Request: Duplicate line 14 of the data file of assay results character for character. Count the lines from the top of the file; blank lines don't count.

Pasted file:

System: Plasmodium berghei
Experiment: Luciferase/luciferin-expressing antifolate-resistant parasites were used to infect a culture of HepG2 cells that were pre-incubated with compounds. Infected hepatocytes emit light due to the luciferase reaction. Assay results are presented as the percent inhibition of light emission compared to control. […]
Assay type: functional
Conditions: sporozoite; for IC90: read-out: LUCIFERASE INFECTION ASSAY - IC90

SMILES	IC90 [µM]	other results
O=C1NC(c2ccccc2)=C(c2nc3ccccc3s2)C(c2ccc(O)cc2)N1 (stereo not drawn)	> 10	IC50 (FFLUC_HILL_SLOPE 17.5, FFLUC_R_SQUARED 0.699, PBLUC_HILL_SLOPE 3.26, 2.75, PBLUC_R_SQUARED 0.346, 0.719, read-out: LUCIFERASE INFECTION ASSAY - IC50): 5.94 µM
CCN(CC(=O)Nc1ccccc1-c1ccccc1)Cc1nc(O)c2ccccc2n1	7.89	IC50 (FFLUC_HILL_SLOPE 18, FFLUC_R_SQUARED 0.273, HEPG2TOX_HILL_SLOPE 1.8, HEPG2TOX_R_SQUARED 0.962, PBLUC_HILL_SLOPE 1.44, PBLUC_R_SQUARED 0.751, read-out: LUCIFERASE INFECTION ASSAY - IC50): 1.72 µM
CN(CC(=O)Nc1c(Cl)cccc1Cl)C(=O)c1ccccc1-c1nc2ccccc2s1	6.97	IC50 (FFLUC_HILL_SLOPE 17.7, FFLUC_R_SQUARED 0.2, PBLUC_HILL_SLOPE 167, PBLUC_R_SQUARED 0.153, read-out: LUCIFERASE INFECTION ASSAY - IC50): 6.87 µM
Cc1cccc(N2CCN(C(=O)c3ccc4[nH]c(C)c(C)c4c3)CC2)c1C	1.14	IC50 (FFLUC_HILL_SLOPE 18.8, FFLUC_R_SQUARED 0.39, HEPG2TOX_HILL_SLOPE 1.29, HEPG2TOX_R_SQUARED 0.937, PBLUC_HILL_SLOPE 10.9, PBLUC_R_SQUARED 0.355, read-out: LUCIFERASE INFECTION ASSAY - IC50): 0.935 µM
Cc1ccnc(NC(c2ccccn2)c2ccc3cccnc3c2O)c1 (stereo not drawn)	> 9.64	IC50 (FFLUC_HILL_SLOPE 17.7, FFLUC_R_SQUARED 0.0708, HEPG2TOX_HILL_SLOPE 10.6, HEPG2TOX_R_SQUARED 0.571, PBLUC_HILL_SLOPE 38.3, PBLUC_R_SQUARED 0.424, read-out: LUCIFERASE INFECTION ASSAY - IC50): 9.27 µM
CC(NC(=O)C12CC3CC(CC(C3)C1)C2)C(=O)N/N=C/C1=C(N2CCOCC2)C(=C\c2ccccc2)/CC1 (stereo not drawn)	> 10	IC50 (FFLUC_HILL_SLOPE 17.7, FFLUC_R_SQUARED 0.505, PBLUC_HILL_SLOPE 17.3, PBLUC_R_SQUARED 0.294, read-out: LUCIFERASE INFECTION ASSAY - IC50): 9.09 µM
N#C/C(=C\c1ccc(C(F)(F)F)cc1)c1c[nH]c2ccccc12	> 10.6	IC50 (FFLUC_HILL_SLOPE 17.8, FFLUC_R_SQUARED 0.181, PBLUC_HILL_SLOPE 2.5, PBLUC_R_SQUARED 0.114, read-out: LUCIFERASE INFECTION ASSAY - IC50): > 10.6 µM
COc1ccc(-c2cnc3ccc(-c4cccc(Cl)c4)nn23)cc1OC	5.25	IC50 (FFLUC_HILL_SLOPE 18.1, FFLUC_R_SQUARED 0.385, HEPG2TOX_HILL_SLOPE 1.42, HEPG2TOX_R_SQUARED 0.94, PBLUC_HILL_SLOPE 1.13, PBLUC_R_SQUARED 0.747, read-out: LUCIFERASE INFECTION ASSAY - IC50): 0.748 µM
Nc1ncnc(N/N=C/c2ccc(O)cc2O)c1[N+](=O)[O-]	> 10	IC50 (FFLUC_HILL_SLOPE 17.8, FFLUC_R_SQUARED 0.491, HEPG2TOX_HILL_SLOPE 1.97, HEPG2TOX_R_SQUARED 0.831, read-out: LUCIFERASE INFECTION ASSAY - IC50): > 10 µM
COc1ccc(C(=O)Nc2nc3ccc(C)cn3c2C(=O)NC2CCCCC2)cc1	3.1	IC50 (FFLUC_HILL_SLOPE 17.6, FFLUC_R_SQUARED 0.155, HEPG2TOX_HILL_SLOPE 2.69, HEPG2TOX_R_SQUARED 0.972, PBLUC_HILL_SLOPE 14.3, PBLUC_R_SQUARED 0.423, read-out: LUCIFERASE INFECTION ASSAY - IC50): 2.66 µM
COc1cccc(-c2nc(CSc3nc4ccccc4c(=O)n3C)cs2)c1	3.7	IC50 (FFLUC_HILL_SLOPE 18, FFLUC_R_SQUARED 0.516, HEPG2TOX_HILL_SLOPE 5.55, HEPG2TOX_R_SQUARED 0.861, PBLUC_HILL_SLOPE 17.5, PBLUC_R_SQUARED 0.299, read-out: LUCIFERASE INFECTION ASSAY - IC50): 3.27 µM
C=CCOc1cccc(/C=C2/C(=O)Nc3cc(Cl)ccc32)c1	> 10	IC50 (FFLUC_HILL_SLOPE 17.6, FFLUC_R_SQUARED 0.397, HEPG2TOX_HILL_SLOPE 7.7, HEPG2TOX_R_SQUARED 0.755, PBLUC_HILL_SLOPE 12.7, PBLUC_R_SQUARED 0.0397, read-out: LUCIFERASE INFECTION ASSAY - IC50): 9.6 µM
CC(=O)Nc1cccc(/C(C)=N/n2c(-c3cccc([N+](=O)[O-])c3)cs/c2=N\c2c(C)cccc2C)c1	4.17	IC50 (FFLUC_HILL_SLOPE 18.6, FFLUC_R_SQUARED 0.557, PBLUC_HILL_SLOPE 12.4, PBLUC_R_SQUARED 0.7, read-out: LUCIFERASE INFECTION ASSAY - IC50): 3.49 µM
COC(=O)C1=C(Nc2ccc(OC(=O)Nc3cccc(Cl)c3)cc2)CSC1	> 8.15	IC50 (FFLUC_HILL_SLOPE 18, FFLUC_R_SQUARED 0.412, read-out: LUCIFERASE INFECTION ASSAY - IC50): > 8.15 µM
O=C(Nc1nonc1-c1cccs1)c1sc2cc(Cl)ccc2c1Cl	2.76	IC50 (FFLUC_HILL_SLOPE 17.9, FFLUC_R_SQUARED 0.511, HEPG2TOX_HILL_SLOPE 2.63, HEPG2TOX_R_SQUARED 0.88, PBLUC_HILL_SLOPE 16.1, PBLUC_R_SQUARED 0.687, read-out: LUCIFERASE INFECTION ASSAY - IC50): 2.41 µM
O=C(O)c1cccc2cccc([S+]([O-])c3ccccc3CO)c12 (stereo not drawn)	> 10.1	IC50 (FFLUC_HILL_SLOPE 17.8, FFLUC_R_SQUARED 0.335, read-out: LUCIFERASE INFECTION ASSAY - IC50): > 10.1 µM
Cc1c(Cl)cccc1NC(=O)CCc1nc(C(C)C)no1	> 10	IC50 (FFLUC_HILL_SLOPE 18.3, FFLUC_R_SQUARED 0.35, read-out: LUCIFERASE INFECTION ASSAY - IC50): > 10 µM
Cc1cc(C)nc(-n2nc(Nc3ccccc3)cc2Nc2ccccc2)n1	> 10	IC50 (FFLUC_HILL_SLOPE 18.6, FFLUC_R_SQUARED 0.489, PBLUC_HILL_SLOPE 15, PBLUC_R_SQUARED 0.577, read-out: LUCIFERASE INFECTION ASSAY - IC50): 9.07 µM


Nc1ncnc(N/N=C/c2ccc(O)cc2O)c1[N+](=O)[O-]	> 10	IC50 (FFLUC_HILL_SLOPE 17.8, FFLUC_R_SQUARED 0.491, HEPG2TOX_HILL_SLOPE 1.97, HEPG2TOX_R_SQUARED 0.831, read-out: LUCIFERASE INFECTION ASSAY - IC50): > 10 µM